The reality is that if you teach enough classes and students, people will get hurt. It is not to say that you shouldn’t do everything you can to prevent this and be prepared to handle it, but it will happen. Over the years, I’ve seen many really, really bad injuries at various activities and events that I have been at. Some of them were due to negligence, but a lot of them are also random. I love being a massage therapist and being trained in Thai massage because I feel like I can usually do something when something happens or know enough to get the person the right kind of care that they need. It is pretty empowering to be able to help people. I honestly think that the best thing that any yoga instructor can do is become a massage therapist to have more tools in case the worst does happen. With just a yoga instructor training under your belt, you will be next to useless.
It’s also important to learn a lesson from every injury. When I separated my shoulder, I was skiing with new skis that hurt my feet. A friend invited me to go outside of the terrain of the ski resort to try a “natural half pipe.” Even though I was a very good skier, it was at the end of the day, I was tired, and my feet hurt from equipment that didn’t work with my feet. Not wanting to turn down a challenge, I did it anyway and got badly injured. After the accident, I did a couple more runs even though I couldn’t lift my arm because I didn’t want to put a damper on the other’s fun. Many, many lessons were learned from this experience.
In a yoga class, a teacher taught us to take thin, flat foam blocks and stack them under our front leg while attempting the splits and then pushing down into the foam. As our legs loosened up, we then shed blocks and pushed down into the new, closer-to-the-ground height. I was amazed how well this worked and soon found myself in the full splits all the way to the ground for the first time in my life. Then it started to hurt and I tried to get out of it and knocked my sacrum out of place in the process. I learned to be careful when trying out new techniques and to not rush flexibility training.
I have also learned patience from injury. I’ve been fortunate that I’ve been able to recover from every injury that I’ve ever had. I now know that my body is pretty sturdy but that the healing process takes time. I was doing a cartwheel and strained my Achilles tendon. It took over three years to heal. I saw various doctors and tried various techniques. After a year, I felt like I would have to limp out of bed every morning to the wall to do a quick Achilles stretch before being able to walk normally every day for the rest of my life. After sometime, I accepted this as a price to pay for my active and adventurous lifestyle but I still regularly stretched and iced the tendon. At some point, I realized that I didn’t need to do it every day. Then I stopped needing to do it at all. It fully healed but it took more than three years!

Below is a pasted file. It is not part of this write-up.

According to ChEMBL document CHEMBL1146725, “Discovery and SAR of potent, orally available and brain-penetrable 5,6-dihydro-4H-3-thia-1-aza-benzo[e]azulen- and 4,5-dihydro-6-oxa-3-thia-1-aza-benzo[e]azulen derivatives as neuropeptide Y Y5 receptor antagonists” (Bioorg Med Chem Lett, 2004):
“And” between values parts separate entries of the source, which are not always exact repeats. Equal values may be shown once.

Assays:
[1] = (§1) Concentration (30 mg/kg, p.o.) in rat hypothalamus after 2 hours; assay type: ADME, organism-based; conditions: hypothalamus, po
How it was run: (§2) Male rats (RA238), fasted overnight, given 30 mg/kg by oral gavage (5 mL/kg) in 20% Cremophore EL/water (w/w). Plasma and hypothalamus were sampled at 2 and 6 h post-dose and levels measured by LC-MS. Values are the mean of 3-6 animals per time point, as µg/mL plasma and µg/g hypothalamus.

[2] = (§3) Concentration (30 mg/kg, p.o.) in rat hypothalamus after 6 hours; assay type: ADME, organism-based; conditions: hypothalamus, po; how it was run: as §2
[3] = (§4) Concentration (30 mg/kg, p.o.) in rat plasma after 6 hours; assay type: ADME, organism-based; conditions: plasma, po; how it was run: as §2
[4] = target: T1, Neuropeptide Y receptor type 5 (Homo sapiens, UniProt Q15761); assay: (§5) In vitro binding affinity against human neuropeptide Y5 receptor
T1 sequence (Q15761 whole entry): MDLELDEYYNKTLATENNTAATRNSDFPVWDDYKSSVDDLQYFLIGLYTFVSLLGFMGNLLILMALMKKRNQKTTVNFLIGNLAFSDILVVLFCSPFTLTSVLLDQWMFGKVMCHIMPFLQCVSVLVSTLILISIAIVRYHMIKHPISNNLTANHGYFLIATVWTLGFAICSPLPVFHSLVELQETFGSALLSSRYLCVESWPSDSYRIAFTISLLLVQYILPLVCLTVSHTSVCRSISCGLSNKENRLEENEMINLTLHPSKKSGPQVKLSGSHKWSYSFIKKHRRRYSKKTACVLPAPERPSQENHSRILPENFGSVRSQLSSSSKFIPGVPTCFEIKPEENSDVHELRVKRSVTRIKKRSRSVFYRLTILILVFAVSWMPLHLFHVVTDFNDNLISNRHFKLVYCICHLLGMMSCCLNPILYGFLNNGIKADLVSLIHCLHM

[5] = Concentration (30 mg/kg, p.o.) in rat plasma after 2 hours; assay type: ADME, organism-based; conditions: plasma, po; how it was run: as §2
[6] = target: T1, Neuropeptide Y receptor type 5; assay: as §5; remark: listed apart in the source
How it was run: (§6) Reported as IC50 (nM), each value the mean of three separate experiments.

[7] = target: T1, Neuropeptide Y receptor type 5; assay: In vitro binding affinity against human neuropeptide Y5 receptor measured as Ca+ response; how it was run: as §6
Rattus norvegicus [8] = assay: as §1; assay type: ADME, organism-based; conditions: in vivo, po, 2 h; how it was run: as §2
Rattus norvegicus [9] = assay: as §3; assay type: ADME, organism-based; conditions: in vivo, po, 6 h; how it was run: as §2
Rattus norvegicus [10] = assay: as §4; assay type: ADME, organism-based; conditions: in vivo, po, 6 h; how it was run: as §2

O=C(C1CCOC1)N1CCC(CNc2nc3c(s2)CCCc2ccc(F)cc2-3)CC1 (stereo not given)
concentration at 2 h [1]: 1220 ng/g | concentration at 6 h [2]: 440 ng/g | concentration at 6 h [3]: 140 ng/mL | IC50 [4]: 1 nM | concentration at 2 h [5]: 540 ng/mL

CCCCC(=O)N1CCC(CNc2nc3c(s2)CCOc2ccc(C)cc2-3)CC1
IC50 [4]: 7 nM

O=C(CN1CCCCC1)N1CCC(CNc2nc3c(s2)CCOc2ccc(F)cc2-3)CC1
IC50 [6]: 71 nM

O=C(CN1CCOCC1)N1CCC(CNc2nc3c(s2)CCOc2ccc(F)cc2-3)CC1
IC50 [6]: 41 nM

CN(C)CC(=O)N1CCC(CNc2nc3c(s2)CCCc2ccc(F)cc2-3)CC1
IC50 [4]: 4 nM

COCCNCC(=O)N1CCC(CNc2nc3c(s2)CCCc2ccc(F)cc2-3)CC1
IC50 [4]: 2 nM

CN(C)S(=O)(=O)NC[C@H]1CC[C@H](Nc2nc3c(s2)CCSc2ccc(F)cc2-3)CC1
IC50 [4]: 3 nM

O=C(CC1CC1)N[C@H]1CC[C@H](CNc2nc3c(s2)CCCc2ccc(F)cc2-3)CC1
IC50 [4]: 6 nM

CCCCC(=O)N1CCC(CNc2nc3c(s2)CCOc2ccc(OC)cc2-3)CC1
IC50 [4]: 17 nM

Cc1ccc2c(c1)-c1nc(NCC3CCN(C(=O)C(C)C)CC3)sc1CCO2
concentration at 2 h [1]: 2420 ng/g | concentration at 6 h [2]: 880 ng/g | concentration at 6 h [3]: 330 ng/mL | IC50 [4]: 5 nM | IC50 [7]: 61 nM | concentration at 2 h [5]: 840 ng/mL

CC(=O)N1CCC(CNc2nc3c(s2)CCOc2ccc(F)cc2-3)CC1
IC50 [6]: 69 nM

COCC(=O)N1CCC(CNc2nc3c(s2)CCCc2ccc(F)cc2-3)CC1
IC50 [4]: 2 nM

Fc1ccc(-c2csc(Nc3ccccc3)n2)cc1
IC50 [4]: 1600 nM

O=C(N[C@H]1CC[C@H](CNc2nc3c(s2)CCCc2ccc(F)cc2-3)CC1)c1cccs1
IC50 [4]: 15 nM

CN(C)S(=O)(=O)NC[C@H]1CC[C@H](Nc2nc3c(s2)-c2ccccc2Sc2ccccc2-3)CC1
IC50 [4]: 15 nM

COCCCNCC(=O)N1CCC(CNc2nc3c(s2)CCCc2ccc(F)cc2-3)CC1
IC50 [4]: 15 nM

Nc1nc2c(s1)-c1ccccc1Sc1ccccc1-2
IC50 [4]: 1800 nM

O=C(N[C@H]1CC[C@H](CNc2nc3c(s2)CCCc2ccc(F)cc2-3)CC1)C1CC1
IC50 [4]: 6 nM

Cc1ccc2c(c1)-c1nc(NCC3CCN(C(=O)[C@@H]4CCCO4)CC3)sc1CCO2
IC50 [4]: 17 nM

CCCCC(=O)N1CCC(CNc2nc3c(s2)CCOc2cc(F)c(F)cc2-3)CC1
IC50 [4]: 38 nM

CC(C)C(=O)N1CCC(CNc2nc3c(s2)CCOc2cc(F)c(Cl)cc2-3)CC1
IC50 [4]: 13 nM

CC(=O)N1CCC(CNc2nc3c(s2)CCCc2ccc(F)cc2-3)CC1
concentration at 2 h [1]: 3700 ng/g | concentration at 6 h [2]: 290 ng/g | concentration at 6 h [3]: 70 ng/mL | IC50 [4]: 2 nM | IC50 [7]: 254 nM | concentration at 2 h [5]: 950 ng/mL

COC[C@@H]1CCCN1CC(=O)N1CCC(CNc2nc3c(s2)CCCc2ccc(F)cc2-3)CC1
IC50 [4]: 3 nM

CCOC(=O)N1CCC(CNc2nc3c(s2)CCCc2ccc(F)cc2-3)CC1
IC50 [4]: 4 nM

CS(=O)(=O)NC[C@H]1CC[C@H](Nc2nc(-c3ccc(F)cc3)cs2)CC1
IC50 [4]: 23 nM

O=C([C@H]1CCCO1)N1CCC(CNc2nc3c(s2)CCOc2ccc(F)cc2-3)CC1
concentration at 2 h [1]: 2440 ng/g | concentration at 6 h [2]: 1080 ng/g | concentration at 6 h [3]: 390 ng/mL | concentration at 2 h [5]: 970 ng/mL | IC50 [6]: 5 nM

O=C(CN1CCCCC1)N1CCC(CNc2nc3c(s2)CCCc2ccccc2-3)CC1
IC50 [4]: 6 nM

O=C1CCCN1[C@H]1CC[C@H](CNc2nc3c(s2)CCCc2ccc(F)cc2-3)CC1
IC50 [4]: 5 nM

At this point, when I hurt something, I take a quick inventory of what I can do immediately to make things better. Then I look at what I can do over the rest of the day (ice, call people, make appointments, etc.). Then I look at near term care and how to try and remedy the situation. Later, after it is no longer urgent, I reflect on what I did wrong, what I could have done to prevent it, and what changes to make going forward. Then I create the ideal situation for the injury to heal. I also have the confidence of knowing that everything has been able to heal up to this point in my life so I have no reason to believe that the new injury won’t be the same.
It is important to realize that a fit and active lifestyle will lead to occasional injuries. People should do all that they can to prevent injuries and have a plan in place to address them as they happen. A regular yoga practice, stretching routine, and being fit will help prevent and treat injuries. A good support team (doctors, chiropractor, body worker, etc.) are also important for athletic people. Patience and acceptance that this is part of the process of life are key to being able to keep injury in perspective.